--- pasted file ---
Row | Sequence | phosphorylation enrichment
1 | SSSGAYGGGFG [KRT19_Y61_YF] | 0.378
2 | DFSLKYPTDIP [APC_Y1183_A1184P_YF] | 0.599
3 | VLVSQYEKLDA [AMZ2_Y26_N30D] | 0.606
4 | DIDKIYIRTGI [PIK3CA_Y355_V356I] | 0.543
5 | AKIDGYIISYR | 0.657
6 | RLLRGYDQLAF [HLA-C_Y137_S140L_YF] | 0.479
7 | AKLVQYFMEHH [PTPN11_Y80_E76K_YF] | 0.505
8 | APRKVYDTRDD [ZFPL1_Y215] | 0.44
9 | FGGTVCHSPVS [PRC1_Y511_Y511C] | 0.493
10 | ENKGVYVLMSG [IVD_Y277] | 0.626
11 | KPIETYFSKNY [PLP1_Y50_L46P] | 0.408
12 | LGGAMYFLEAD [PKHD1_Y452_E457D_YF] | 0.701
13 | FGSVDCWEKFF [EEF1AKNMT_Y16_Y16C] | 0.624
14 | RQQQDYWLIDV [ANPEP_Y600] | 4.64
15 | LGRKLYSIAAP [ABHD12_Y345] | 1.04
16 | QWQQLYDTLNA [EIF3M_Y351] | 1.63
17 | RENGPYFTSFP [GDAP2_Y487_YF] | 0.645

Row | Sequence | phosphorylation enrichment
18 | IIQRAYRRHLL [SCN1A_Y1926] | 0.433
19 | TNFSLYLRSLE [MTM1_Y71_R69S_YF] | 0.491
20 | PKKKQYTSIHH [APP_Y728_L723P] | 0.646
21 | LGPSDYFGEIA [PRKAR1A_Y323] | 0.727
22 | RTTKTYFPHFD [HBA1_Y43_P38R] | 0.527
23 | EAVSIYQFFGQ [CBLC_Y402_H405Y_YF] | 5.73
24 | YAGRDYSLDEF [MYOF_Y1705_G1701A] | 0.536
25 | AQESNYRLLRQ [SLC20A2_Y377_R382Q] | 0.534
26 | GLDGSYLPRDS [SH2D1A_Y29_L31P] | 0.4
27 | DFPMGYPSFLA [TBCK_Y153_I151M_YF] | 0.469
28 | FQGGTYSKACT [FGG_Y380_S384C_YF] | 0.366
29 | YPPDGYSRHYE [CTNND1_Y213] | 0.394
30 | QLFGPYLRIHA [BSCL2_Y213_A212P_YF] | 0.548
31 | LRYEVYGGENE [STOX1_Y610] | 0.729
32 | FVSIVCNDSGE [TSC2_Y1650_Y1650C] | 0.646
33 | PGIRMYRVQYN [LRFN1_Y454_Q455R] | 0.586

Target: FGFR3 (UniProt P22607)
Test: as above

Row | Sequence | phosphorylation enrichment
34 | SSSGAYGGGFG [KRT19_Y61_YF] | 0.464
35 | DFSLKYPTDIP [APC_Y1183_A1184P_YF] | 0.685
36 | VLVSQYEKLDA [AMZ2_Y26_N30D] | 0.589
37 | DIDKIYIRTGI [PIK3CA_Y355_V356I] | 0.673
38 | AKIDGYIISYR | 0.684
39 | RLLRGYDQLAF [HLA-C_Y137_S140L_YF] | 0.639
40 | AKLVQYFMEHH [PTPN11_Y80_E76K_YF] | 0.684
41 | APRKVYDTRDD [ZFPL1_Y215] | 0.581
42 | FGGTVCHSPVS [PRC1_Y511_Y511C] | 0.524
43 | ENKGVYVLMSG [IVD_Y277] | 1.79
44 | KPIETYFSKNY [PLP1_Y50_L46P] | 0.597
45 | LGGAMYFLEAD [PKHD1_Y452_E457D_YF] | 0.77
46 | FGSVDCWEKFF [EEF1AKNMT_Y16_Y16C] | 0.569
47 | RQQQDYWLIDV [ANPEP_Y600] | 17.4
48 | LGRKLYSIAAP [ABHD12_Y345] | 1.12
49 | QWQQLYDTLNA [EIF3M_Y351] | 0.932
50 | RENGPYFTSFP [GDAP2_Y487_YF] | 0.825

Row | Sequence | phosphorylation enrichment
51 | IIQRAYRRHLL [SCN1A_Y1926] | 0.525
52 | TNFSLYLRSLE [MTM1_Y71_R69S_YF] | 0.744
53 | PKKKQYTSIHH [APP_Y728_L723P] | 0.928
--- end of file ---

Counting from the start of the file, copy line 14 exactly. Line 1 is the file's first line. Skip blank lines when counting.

13 | FGSVDCWEKFF [EEF1AKNMT_Y16_Y16C] | 0.624